Telstra has claimed productivity savings of $1 million to $1.5 million per year from implementing Tivoli Access Manager for Enterprise Single Sign-On (TAM ESSO) version 8 at its global operations centre (GOC) in Melbourne.
The GOC is the master control room for the entire Telstra network. Up to 400 operators are at work at any one time, according to the company, with total staff numbers between 800 and 1000.
Previously, employees had to sign on to each application with unique passwords, which was causing a problem. "On average teams would log in to 20 different applications out of around 400," Telstra support engineer Herman Recinos, told the IBM Pulse 2011 event in Melbourne yesterday. Operators would take between 15 and 20 minutes to log in at the start of every shift.
Operators typically needed another 20 log-ins through the course of their shift. Every mobile phone base station has its own unique password, for example.
"We were breaking every security IT policy: as in storing the passwords on spreadsheets, on notebooks, on printed paper, scratch paper, Post-it notes," Recinos said.
Testra had previously deployed TAM ESSO version 6 around three to four years ago, but there were problems. User credentials could be corrupted when the back-end database didn't synchronise properly after a password reset, or when a user obtained a new PC. The system didn't correctly handle users who were hot-desking to different computers, or when they logged in to up to four PCs simultaneously to display all the applications and alarms they had to monitor.
IBM upgraded its GOC to TAM ESSO version 8 in an eight-stage process:
- Application discovery
- User discussions
- Building a development environment
- Application modelling
- User testing
- More user testing
- Production server build
- Client roll-out
"In an environment like the GOC, just trying to work out what was there is a really difficult step," said Robert Trotter, Tivoli Software IT specialist at IBM.
"I turn up at Telstra and Herman goes, 'Here's a spreadsheet of applications', and [there were] two hundred and something different names, lots of question marks, lots of 'The person who was responsible for his application has now left the company and nobody knows quite what it is other than it's called FRED'," Trotter said.
"We need to discover what these applications are, where are they deployed, who uses them and how do they use them. One of the difficult questions we found at Telstra was 'Where is the authentication back end?'"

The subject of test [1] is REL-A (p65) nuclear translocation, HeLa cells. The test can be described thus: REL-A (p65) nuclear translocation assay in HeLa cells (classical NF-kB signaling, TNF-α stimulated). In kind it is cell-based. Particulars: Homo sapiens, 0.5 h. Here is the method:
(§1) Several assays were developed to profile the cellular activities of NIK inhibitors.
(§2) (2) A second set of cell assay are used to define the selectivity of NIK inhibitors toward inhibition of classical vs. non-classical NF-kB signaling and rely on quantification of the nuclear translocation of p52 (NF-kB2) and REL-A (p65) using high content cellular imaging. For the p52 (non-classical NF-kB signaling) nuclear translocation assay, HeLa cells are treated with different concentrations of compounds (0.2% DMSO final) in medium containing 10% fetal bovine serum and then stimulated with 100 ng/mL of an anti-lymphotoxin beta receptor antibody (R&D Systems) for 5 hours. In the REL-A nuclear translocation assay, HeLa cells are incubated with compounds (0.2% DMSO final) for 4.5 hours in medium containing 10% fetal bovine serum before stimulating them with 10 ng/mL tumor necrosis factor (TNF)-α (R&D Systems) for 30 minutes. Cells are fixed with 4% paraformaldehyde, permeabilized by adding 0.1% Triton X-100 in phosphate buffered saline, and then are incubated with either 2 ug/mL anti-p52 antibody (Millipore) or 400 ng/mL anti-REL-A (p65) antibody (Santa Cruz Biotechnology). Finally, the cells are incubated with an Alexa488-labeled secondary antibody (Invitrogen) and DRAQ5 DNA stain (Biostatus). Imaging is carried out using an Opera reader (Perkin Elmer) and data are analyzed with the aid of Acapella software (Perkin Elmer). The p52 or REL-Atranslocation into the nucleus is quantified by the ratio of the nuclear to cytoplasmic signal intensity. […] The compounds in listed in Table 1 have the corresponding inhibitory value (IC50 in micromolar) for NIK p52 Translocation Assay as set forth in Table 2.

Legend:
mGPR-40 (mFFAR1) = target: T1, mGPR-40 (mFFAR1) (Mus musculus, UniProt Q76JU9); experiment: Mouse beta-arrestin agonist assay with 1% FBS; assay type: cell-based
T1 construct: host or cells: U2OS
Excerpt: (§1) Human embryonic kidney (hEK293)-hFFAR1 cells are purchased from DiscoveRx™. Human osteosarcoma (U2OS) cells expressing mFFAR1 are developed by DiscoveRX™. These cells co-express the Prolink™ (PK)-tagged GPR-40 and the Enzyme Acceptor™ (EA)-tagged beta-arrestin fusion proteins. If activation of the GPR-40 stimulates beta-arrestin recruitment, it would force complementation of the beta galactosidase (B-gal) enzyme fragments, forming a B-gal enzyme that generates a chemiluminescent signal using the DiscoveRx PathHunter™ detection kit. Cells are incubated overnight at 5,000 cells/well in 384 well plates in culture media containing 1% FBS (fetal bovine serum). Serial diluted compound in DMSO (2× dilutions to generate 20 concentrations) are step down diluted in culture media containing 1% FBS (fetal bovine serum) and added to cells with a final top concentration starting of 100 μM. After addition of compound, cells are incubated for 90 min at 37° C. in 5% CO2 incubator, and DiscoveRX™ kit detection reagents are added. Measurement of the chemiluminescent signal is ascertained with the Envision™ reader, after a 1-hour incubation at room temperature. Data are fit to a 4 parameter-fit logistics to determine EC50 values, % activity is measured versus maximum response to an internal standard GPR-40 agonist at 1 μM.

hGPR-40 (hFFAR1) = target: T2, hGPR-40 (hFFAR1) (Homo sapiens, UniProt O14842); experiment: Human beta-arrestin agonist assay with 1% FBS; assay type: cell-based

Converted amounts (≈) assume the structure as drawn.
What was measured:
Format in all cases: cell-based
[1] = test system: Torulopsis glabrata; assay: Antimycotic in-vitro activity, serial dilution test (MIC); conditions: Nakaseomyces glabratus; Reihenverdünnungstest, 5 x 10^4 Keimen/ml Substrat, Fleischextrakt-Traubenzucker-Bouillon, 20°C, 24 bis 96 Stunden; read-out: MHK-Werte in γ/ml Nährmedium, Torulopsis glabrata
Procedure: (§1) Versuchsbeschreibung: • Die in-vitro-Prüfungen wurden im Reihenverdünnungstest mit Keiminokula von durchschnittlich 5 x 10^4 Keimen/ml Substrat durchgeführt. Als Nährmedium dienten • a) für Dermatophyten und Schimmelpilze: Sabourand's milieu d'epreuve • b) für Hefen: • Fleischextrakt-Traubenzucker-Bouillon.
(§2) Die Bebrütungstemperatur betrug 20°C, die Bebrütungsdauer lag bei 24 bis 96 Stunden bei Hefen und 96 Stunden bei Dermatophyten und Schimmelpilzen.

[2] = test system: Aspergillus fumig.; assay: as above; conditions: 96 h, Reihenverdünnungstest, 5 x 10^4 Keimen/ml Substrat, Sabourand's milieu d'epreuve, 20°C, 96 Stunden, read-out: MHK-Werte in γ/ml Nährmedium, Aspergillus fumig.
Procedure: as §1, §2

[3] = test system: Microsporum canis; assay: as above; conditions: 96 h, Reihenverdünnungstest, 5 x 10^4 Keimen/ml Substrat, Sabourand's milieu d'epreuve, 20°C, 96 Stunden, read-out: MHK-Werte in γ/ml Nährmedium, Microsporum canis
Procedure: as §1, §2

Users would often assume that two applications had the same authentication back-end because the passwords were the same, when in fact the passwords for two different systems had been manually set to the same value by systems administrators in the distant past. Comprehensive user discussions were essential for discovering the full range of applications and their interfaces.
From the very beginning of these discussions, five or six users were brought on board as beta testers for the testing and roll-out stages, something Trotter says was "most useful".
While the first three stages were vital for success, application modelling was the largest stage of the project. "This is where the time will be spent," Trotter said. The Telstra GOC project enabled 230 unique applications for single sign-on, with 87 unique application profiles.
The Telstra GOC server infrastructure is deployed across two Windows 2003 virtual machines with an F5 load balancer running in active-passive configuration.
During client roll-out, the TAM ESSO AccessAgent was installed in 714 desktops overnight. "Yes, it worked straight away," Recinos said, even across to Telstra GOC's secret backup centre.
Overall, the project took about three months to complete.
The TAM ESSO system has now run seamlessly in Telstra GOC for six months, said Recinos. It's being used by 396 staff including GOC operators, project managers, finance group and architects.
"It's like having a V8 Commodore rather than a V6 Commodore, it's that much faster," he said.
Stilgherrian attended Pulse 2011 as a guest of IBM.